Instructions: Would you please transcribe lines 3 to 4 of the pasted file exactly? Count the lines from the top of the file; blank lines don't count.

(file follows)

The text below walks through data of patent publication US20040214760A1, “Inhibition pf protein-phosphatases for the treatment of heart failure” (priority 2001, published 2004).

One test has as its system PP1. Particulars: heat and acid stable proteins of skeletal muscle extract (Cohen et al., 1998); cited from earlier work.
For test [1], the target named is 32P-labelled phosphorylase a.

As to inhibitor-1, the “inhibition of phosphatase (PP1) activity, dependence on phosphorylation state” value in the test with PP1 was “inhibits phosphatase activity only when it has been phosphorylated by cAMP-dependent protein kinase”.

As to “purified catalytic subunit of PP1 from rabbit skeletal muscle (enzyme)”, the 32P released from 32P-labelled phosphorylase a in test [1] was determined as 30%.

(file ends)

For test [1], the target named is 32P-labelled phosphorylase a.

As to inhibitor-1, the “inhibition of phosphatase (PP1) activity, dependence on phosphorylation state” value in the test with PP1 was “inhibits phosphatase activity only when it has been phosphorylated by cAMP-dependent protein kinase”.